State officials and experts laud new legislation
FLORIDA HAS A reputation as a horse-loving state and is home of a “Horse Capital of the World” title contender; Florida House Bill 239 proves there is also a lot of “horse sense” in the state government when it comes to the Sunshine State’s equestrian pursuits. Sponsored by Representatives Heather Fitzenhagen and Charlie Stone, the bill passed quickly through the Florida House of Representatives at the end of March. Governor Scott signed the bill in early June, a move that was lauded by Florida Commissioner of Agriculture Adam Putnam.
Putnam said in a statement that the legislation Governor Scott signed “raises industry standards to a level that will continue to propel Florida forward as the premier state for horses,” and thanked the entire Legislature for bipartisan support of a bill that “will enhance the industry by improving horse health, prohibiting the use of certain medications and substances in horses, as well as increasing penalties for those who violate the law.”
Florida offers equine lovers horse racing, rodeo riding with Florida’s Cracker Cattle history, and a popular winter destination for many different horse shows and events. Aaron Keller, the Deputy Press Secretary for Commissioner Putnam’s office, maintains that HB 239 is “a huge win for the Florida horse industry and positions Florida to compete against any equine destination in the world.”
House Bill 239 does many things for the horse racing industry. First and foremost, it adopts current racing rules established by the Association of Racing Commissioners International (ARCI). All other horse racing states — Kentucky, California, New York, Pennsylvania, and Maryland — have already adopted all or many of ARCI’s policies. With Florida hosting more than 3,000 races for thoroughbreds and Quarter Horses annually — four of which are qualifiers for the Kentucky Derby — the new legislation is welcomed by most horse racing-related organizations.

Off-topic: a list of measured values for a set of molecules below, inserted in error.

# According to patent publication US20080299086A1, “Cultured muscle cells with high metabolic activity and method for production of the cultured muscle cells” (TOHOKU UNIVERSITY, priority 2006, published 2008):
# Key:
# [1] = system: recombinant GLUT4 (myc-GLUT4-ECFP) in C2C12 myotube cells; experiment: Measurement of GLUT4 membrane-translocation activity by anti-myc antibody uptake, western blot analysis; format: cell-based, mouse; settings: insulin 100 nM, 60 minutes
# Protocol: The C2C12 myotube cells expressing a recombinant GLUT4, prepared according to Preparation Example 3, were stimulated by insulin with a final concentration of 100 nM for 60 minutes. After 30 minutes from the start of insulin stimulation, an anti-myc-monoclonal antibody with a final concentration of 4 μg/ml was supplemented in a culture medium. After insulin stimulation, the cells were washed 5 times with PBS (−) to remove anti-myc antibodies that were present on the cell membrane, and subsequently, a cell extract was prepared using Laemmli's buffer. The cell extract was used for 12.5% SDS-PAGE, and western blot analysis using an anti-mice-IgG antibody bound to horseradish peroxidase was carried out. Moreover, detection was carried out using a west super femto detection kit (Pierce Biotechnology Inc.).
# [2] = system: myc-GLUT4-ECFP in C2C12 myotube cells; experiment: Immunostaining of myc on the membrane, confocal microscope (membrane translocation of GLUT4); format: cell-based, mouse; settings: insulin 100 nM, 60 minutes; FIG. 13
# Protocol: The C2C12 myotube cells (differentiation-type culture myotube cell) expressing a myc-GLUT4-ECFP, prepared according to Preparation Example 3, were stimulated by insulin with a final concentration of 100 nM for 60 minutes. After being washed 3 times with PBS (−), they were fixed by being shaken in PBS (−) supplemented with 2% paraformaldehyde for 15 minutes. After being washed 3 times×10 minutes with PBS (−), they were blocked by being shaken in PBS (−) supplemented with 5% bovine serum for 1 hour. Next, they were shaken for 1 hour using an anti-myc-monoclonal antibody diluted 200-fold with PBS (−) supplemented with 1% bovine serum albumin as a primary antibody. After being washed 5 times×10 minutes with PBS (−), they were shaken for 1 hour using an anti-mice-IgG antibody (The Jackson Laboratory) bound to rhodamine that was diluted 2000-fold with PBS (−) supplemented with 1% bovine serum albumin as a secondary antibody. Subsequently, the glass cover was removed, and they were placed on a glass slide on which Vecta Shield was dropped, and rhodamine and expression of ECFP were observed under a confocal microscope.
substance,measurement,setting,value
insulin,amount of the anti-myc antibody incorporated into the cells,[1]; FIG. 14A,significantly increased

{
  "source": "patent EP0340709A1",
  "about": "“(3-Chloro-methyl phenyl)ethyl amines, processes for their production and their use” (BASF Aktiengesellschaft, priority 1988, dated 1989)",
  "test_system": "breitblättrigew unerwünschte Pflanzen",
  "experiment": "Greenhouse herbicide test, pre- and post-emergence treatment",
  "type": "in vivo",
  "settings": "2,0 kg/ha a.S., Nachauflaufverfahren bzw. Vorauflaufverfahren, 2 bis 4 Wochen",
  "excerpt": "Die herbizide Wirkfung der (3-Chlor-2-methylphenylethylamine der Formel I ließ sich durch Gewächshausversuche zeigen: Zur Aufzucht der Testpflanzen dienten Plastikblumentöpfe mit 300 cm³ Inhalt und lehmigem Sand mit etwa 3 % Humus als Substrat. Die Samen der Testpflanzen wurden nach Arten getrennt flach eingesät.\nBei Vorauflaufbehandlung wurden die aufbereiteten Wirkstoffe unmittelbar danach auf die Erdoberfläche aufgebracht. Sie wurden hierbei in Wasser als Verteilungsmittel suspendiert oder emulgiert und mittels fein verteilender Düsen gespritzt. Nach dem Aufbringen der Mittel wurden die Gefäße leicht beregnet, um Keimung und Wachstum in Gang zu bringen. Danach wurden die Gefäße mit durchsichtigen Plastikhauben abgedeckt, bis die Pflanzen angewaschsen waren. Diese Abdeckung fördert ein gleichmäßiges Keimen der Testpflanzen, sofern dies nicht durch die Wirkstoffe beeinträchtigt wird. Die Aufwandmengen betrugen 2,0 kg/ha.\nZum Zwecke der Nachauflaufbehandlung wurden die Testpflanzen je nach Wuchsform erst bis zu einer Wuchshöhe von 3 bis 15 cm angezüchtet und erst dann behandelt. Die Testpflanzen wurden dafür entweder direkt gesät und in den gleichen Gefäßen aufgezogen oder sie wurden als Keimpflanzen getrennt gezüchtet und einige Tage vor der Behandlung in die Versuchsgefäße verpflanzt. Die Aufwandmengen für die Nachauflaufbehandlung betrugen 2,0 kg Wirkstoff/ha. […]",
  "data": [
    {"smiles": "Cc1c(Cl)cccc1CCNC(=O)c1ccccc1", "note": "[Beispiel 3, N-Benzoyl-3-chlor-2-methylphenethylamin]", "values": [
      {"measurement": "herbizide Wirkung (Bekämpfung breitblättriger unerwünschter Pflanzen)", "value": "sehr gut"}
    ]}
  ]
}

While existing laws concerning the use of medications and substances in horse racing exist, HB 239 calls for the adoption of the ARCI’s rules regarding what substances can be given to racing horses, in what quantities and in what specific time frames they can be administered. For instance, according to the Summary Analysis, the bill requires that “conditions and limitations” be set for the use of furosemide, a diuretic used to treat exercise-induced bleeding.
The bill also allows for the prosecution of those responsible for a racing horse’s health and medications — the licensee or trainer of record — without having evidence that the individual was the actual one responsible for administering the prohibited substance. HB 239 also increases the maximum fine for such violations from $5,000 to $10,000 or the amount of the purse, whichever is greater, and reduces the time table for prosecuting violations from two years down to 90 days. Keller reiterates that the HB 239 “law enhances Florida’s world-renowned equine industry by adopting national standards, improving horse health, prohibiting the use of certain medications and substances in horses, as well as increasing penalties for those who violate the law.”
story by ERIKA ALDRICH